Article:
What are Bacon Bits?

Mary McMahon
Mary McMahon

Bacon bits are small pieces of cooked bacon which are intended to be used as a sprinkled condiment. They are also available in vegetarian form, made with soy or textured vegetable protein and an assortment of flavors so that they taste similar to bacon. In both cases, this condiment is very shelf stable, and can usually be found with things such as mayonnaise and mustard in the market. It is also possible to make bacon bits at home, in both vegetarian and regular versions.

Bacon bits.
Bacon bits.

There are a number of reasons to use bacon bits in food as opposed to true bacon. As a garnish, they add an interesting and smoky flavor to salads, baked potatoes, pizzas, and other foods. They also tend to be more healthy than using straight bacon, because a small sprinkling of bacon bits goes a long way, allowing people to experience the flavor without the high fat content and greasiness of bacon.

Two strips of fried bacon.
Two strips of fried bacon.

The vegetarian version of bacon bits was probably initially manufactured because it was much less expensive. Non-vegetarian versions are often stretched with textured vegetable protein, so vegetarians and vegans should make sure to read labels carefully, as a bacon bit product that's made of soy may also contain real bacon. Vegetarians have adopted the soy version of this condiment because they add crunch and flavor to food. For vegetarians who miss meats, this can also be a nice addition to vegan and vegetarian dishes.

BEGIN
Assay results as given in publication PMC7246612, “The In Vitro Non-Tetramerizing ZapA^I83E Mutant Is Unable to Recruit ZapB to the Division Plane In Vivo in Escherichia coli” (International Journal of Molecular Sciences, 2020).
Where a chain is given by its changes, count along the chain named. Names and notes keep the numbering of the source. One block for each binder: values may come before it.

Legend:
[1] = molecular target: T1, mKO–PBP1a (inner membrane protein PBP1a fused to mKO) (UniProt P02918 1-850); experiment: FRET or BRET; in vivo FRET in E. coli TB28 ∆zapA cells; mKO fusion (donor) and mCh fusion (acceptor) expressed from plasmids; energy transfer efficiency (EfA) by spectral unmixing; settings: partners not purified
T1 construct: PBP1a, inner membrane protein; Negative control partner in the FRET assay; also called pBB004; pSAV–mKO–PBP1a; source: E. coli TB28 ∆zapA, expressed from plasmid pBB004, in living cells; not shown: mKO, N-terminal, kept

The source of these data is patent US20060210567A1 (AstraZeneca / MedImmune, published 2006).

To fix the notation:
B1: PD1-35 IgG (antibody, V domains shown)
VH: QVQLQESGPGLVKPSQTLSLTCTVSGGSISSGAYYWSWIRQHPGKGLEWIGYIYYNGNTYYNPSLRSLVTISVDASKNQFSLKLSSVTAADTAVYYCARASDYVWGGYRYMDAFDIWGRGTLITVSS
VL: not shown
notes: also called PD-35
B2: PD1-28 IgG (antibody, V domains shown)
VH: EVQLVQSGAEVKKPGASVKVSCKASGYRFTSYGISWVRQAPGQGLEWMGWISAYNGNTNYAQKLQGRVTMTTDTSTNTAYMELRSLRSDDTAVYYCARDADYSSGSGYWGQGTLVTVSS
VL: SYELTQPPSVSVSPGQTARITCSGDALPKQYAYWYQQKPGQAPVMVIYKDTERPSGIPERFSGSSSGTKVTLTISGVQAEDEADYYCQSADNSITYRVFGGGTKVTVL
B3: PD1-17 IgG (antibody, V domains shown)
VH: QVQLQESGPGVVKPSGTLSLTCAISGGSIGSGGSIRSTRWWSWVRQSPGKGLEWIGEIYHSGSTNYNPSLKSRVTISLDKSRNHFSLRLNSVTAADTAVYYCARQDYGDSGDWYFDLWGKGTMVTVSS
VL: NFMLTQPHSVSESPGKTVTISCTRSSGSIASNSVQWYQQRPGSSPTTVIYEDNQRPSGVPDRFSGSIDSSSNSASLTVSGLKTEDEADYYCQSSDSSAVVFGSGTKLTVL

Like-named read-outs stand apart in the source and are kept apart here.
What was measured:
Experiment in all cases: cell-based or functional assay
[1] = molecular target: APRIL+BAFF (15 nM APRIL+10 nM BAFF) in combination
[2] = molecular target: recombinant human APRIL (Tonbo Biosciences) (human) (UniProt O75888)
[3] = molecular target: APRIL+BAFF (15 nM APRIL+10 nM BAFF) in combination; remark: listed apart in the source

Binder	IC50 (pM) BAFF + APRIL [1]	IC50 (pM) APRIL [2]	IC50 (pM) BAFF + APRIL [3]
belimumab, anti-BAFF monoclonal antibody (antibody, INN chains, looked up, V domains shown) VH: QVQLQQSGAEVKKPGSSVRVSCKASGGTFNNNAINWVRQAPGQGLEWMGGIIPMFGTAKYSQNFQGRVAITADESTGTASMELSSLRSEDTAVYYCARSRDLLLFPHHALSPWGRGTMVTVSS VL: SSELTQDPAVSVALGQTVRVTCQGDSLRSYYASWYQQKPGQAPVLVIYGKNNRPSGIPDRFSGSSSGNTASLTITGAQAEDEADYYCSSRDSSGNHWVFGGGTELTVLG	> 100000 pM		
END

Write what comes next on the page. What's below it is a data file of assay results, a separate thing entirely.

Bacon bits are ideal for use in the making of bacon soup.
Bacon bits are ideal for use in the making of bacon soup.

Like other condiments, bacon bits are perfectly safe to eat right out of the package, and they can keep in a cool dry place for a long time until they are opened. Once a package has been opened, it can be stored under refrigeration, and it should keep until it is used up. Homemade bacon bits may not be as shelf stable, unless home cooks add stabilizers.

Bacon bits can be added to a broad array of fresh vegetable salads.
Bacon bits can be added to a broad array of fresh vegetable salads.